This is the salt bridge, it should be left in the refrigerator until final assembly.
Step 3: Assemble the Electrodes
It seems the biggest challenge facing the amateur microbiologist or energy researcher...er, among the challenges facing the amateur microbiologist or energy researcher is the elusive carbon electrode.
Okay, first you will need to use one wire and one carbon brush to make a carbon electrode according to my other instructable Easy Carbon Electrode.
Now taking the DRY sponge cut a strip 3/4" wide and about an inch long. This piece should fit smoothly into the neck opening of the screw top. Now take it back out and using a skewer, nail or other suitable object punch a hole big enough for the wire to pass through.
Using the smallest drill bit you have equal to or greater than the size of the wire drill a small hole in the center of the screw cap. Thread the electrode lead through the sponge and slide the sponge into the the neck of the screw top. Thread the wire through the cap, it should pass more or less freely. Screw the top down lightly and add water to the sponge. It will expand to fill the neck and provide a slight overcover at the base.
This is the anode assembly. It is used for the anaerobic (microbe cell). The small gap will allow the decomposition gasses to escape while the sponge will inhibit the passage of air into the chamber. To add nutrients to the anode chamber simply unscrew the top and gently pour the nutrient medium through the sponge.
For the cathode we are using a different approach. The cathode is inserted into the sponge (actually placed between two pieces of sponge) where air can circulate freely.
To make the cathode assembly remove the coil wire from the remaining brush. Because the brush lead will be fully exposed I did not add a secondary lead or connector although it would certainly do no harm.
From the remaining section of the sponge cut a strip 1" wide by 4" inches long, then cut this into two strips. Please the remaining carbon brush between the two strips so that only the top is exposed. Insert this into one of the 1" connectors. Wet the sponge and it will expand to hold the electrode in place.
Step 4: Assemble the Fuel Cell
Once the salt bridge has cooled and solidified its time to assemble the device. For easier dis-assembly and maintenance I recommend coating the PVC with the graphite powder when assembling.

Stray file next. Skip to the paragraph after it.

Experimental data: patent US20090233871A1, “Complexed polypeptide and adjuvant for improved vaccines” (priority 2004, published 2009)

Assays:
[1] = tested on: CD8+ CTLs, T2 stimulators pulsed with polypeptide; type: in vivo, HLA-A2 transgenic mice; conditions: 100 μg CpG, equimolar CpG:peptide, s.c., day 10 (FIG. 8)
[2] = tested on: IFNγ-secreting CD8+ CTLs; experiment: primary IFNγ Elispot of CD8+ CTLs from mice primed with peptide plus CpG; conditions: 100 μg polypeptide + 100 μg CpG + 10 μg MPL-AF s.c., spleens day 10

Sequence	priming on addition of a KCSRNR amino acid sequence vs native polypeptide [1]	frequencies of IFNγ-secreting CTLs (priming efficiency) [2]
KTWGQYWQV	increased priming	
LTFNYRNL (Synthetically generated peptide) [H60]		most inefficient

Take the two remaining couplers and insert the end caps fully into them. Insert these into the base of the tees to provide feet for standing.
Insert the salt bridge into the center tee. When properly seated the tees will meet and the salt bridge connector will not be visible.
Your fuel cell is now complete and ready to be charged.
Step 5: Charging and Operating
Dayyum, that septic tank stuff stinks...You're going to want to do this outside or in a well ventilated area.
Pick on chamber to be the anode (microbe) chamber and one to the cathode chamber.
Fill a measuring cup with about 2 ozs of warm water and add salt to it until no more will dissolve ( a saturated solution ). Stirring and shaking will help. Allow the water to completely cool. Remove the sponge slices from the cathode assembly and make sure they are thoroughly soaked in the salt solution. Pour the rest into the cathode chamber until only the salt slurry remains. Place the carbon electrode on top of one sponge, cover gently with the slurry and then use the remaining slice to complete the sandwich. Place this gently back into its connector and insert into the cathode tube. The tube will overflow as the cathode is inserted, That's okay we want the carbon electrode to come into contact with the air so pour off a bit of water as well.
Fill the anode chamber 1/2-3/4 full of the septic tank treatment. I also added a couple of teaspoons of sugar and some shredded paper to provide carbon and nitrogen. Fill the chamber the rest of the way with pure, dechloronated water. Inser the anode assembly fully into the anode tube.
I began measuring voltage on the open circuit. Within 15 minutes I was generating measurable voltage (82 mA). Once the output voltage seems to stabilize I will measure under load and update.